What is the irony of the title "Marriage is a Private Affair" by Chinua Achebe?
The title is also ironic because it uses the word "affair," which can mean several different things.
The word "affair" can refer to an incident or an occurrence. As the other educators pointed out, it can also refer to a private matter or concern. However, another meaning of the word is understood as, "an illicit relationship or dalliance."
The title states that "marriage is a private affair." Normally, no one would refer to a marriage as an illicit dalliance. In fact, marriage is a public declaration of fidelity. As is the usual practice, "forbidden" affairs are often conducted in secret, and the parties involved are usually not too keen on their secret being discovered. Much is at stake in such an arrangement.
In Achebe's story, the title indicates what is made clear in the story. The groom's father (Okeke) makes his disgust with his son Nnaemeka's impending marriage to Nene public knowledge in his community. The men from Okeke's community unequivocally sympathize with Okeke's grief and anger. They condemn in blistering terms Nnaemeka's rebellious insistence on marrying Nene. In fact, the men characterize Nnaemeka's actions as a grave sin against his parent and God.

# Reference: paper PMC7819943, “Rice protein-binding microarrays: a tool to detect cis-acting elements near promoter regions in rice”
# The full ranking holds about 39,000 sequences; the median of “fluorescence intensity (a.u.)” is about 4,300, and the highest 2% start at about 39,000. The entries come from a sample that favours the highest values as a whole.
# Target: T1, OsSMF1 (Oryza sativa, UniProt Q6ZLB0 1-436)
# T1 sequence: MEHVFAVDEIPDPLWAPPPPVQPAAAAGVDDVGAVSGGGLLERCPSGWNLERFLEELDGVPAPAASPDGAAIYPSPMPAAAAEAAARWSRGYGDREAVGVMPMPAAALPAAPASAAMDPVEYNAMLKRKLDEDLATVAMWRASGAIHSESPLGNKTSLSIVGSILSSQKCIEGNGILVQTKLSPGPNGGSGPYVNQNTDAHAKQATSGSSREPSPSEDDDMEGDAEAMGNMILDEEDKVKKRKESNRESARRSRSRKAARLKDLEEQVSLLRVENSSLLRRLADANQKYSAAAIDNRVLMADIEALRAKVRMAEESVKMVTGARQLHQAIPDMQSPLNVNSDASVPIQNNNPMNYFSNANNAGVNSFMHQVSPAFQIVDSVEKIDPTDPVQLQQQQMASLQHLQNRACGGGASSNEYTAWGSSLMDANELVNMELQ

In characterizing Nnaemeka's actions in this manner, both Okeke and his male compatriots have reduced holy matrimony between two people to the level of an immoral dalliance. In these men's eyes, Nnaemeka and Nene's marriage is not a sacred, lasting alliance but a wicked sexual flirtation that is bound to fail. In Nnaemeka and Nene's case, the irony in the title is clear: far from their marriage being a sacred alliance, it is now a "private affair," something to be ashamed of within the confines of Ibo culture.